World Food Day provides an occasion to highlight the plight of 870 million undernourished people in the world. File picture: African News Agency
World Food Day provides an occasion to highlight the plight of 870 million undernourished people in the world. File picture: African News Agency

World Food Day to focus on hunger and food waste

By Staff Reporter Time of article published Oct 15, 2021

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Cape Town - On World Food Day, celebrated tomorrow, the focus will be on the 10 million adults and 2.8 million children that experience hunger every week while the country wastes 10.3 million tons of food per year.

This highlights the disconnect between food security and food supply in South Africa.

University of Stellenbosch Business School senior lecturer in strategy and sustainability, Dr Jako Volschenk, said the growing world population needed food, but the environmental impacts of food production, inefficient agricultural land use, and the contradiction of rising levels of both hunger and food waste, called for a fresh approach to getting nutrition to the world sustainably.

“A growing population is only a part of the problem. The types of food produced and consumed, and the agri-food chain itself, need a rethink,” he said.

Increasing vegetarian or flexitarian diets, reducing and re-purposing food waste, and innovative use of insects as an alternative protein source and in converting food waste, were among the ways to reduce the impact of food production on climate change and biodiversity, he said.

“In addition to population growth by births, at approximately 200 000 per day, people are also living longer. World Bank data indicates that life expectancy in South Africa has increased from 53 to 64 years over the past 50 years, which implies a further 20% increase in the South African population and people needing food,” he said.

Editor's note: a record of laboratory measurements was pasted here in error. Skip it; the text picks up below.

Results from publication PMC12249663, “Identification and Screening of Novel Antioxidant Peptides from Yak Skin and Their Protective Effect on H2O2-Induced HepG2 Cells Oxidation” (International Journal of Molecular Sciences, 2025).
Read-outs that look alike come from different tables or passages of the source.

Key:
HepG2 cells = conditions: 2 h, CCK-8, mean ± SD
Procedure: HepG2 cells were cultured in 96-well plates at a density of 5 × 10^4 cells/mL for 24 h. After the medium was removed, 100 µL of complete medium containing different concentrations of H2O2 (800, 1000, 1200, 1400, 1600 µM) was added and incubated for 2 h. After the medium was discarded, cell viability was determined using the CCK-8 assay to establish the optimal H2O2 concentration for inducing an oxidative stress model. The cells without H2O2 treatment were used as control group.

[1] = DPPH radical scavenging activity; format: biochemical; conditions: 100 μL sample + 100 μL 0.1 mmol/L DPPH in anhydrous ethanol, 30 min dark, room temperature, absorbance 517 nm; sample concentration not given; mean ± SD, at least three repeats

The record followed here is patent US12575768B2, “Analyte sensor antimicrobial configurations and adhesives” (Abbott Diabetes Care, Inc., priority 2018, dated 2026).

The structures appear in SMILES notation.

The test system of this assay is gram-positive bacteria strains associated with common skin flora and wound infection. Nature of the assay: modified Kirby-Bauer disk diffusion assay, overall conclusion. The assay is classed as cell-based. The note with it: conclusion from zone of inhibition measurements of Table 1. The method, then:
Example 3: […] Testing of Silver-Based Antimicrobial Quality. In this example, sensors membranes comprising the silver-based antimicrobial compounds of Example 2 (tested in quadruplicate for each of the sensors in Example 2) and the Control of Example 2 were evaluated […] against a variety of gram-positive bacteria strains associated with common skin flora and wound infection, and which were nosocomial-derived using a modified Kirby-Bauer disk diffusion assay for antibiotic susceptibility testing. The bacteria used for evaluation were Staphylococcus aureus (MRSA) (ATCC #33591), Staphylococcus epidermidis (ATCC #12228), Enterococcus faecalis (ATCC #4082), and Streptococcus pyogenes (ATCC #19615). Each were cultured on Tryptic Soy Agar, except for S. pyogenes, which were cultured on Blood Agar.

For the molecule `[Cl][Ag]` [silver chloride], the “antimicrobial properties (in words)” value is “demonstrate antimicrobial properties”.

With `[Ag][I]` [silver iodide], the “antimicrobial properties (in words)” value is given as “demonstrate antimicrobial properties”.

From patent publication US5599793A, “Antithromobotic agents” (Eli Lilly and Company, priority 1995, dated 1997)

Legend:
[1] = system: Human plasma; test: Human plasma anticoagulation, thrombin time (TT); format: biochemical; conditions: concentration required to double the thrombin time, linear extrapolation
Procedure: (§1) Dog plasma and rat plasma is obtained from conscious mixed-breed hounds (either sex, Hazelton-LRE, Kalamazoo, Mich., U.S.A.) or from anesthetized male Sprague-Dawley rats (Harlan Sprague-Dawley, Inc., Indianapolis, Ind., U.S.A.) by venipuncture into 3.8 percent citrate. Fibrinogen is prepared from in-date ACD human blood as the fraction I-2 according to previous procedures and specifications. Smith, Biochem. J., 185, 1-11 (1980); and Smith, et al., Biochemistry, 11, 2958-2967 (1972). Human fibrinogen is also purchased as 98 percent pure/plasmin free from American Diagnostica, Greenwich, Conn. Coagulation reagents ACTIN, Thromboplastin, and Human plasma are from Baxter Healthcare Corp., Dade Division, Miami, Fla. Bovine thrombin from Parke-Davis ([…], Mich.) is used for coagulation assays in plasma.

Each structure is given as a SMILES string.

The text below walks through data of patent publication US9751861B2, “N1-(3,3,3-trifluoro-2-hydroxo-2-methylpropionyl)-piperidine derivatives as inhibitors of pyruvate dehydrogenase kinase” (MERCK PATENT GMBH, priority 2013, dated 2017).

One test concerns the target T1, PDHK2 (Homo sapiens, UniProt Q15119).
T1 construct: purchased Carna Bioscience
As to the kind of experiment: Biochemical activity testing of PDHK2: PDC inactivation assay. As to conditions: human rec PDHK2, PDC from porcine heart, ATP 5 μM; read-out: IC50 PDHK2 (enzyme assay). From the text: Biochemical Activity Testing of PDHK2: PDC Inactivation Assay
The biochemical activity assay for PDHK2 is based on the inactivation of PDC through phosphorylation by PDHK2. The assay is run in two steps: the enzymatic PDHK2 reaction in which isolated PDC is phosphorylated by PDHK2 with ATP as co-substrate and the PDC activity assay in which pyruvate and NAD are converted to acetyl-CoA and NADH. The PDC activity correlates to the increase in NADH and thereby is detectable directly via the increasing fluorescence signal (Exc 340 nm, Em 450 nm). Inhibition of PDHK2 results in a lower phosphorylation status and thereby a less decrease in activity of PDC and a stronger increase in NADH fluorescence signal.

Dr Volschenk said that contrary to what many people thought, global consumption of meat had tripled since 1970, and that by 2011 the total number of chickens, cows, pigs and sheep in world agriculture outnumbered the human population by three to one.

“Human wealth has increased during the period from 1970, and with higher income, more people can afford to eat meat – but the growth in meat consumption is a major challenge to the longevity of humanity due to both its impacts on human health, and on the environment.

“South Africa’s 10.3 million tons of food waste is equivalent to more than a third of local food production. Wasted food is unacceptable given the levels of hunger in our country. And it also represents a loss of the water and energy resources used in its production, as well as food sent to landfill generating methane gases that contribute to global warming.”

More than half of food waste takes place in the middle of the supply chain, “between farm and fork” – 19% in post-harvest handling and storage and 49% in manufacturing/processing and packaging – while 18% is wasted by households and consumers.

“Methods like drying, canning, freezing foods to prolong shelf-life, and innovations in farm-to-fork production and consumption need to advance further. Initiatives by retailers to reduce food waste – better demand forecasting and supply chain management, improving cold chains, increasing donations of surplus edible but beyond-dated food, and managing organic waste to reduce contribution to landfill – are all commendable, but we need more.

“We need to do better at wasting less and getting food to people who need it,” Dr Volschenk said.

Cape Argus

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